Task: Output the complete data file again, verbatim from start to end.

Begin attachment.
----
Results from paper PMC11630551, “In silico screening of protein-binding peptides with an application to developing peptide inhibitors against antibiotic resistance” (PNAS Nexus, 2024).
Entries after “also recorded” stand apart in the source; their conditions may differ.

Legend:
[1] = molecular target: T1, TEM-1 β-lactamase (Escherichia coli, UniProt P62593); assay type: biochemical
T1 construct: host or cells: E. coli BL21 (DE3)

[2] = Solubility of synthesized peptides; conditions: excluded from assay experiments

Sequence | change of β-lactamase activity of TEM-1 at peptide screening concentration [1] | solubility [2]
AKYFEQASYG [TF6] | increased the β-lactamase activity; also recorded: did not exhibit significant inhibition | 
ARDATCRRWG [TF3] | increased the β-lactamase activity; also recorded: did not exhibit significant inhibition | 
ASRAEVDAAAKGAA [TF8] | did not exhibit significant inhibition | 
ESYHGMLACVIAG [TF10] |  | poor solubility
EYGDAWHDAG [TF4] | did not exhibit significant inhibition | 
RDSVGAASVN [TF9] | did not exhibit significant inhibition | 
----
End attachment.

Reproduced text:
Results from paper PMC11630551, “In silico screening of protein-binding peptides with an application to developing peptide inhibitors against antibiotic resistance” (PNAS Nexus, 2024).
Entries after “also recorded” stand apart in the source; their conditions may differ.

Legend:
[1] = molecular target: T1, TEM-1 β-lactamase (Escherichia coli, UniProt P62593); assay type: biochemical
T1 construct: host or cells: E. coli BL21 (DE3)

[2] = Solubility of synthesized peptides; conditions: excluded from assay experiments

Sequence | change of β-lactamase activity of TEM-1 at peptide screening concentration [1] | solubility [2]
AKYFEQASYG [TF6] | increased the β-lactamase activity; also recorded: did not exhibit significant inhibition | 
ARDATCRRWG [TF3] | increased the β-lactamase activity; also recorded: did not exhibit significant inhibition | 
ASRAEVDAAAKGAA [TF8] | did not exhibit significant inhibition | 
ESYHGMLACVIAG [TF10] |  | poor solubility
EYGDAWHDAG [TF4] | did not exhibit significant inhibition | 
RDSVGAASVN [TF9] | did not exhibit significant inhibition | 